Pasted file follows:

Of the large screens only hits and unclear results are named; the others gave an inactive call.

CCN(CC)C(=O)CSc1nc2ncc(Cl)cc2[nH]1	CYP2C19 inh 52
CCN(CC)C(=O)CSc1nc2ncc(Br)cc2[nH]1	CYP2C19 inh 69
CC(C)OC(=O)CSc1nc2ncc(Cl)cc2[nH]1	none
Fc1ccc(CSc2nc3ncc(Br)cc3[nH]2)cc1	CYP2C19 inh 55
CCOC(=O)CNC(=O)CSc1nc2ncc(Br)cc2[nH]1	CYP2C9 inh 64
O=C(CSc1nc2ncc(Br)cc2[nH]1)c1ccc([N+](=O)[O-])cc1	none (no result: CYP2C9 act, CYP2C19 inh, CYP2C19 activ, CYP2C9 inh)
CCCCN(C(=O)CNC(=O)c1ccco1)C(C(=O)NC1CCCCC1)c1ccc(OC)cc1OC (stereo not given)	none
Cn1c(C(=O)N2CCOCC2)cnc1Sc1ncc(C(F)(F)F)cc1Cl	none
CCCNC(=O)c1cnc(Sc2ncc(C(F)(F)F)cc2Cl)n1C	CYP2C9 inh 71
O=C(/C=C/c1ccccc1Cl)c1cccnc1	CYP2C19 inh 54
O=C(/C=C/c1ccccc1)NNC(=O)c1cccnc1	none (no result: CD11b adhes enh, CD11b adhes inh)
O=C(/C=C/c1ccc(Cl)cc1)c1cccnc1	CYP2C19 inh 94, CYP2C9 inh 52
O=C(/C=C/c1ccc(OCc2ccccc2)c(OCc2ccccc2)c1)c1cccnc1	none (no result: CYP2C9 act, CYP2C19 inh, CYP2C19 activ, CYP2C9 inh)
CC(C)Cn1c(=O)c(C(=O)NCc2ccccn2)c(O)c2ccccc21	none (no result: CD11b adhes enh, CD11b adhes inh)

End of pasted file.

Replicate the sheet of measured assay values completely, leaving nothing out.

Of the large screens only hits and unclear results are named; the others gave an inactive call.

CCN(CC)C(=O)CSc1nc2ncc(Cl)cc2[nH]1	CYP2C19 inh 52
CCN(CC)C(=O)CSc1nc2ncc(Br)cc2[nH]1	CYP2C19 inh 69
CC(C)OC(=O)CSc1nc2ncc(Cl)cc2[nH]1	none
Fc1ccc(CSc2nc3ncc(Br)cc3[nH]2)cc1	CYP2C19 inh 55
CCOC(=O)CNC(=O)CSc1nc2ncc(Br)cc2[nH]1	CYP2C9 inh 64
O=C(CSc1nc2ncc(Br)cc2[nH]1)c1ccc([N+](=O)[O-])cc1	none (no result: CYP2C9 act, CYP2C19 inh, CYP2C19 activ, CYP2C9 inh)
CCCCN(C(=O)CNC(=O)c1ccco1)C(C(=O)NC1CCCCC1)c1ccc(OC)cc1OC (stereo not given)	none
Cn1c(C(=O)N2CCOCC2)cnc1Sc1ncc(C(F)(F)F)cc1Cl	none
CCCNC(=O)c1cnc(Sc2ncc(C(F)(F)F)cc2Cl)n1C	CYP2C9 inh 71
O=C(/C=C/c1ccccc1Cl)c1cccnc1	CYP2C19 inh 54
O=C(/C=C/c1ccccc1)NNC(=O)c1cccnc1	none (no result: CD11b adhes enh, CD11b adhes inh)
O=C(/C=C/c1ccc(Cl)cc1)c1cccnc1	CYP2C19 inh 94, CYP2C9 inh 52
O=C(/C=C/c1ccc(OCc2ccccc2)c(OCc2ccccc2)c1)c1cccnc1	none (no result: CYP2C9 act, CYP2C19 inh, CYP2C19 activ, CYP2C9 inh)
CC(C)Cn1c(=O)c(C(=O)NCc2ccccn2)c(O)c2ccccc21	none (no result: CD11b adhes enh, CD11b adhes inh)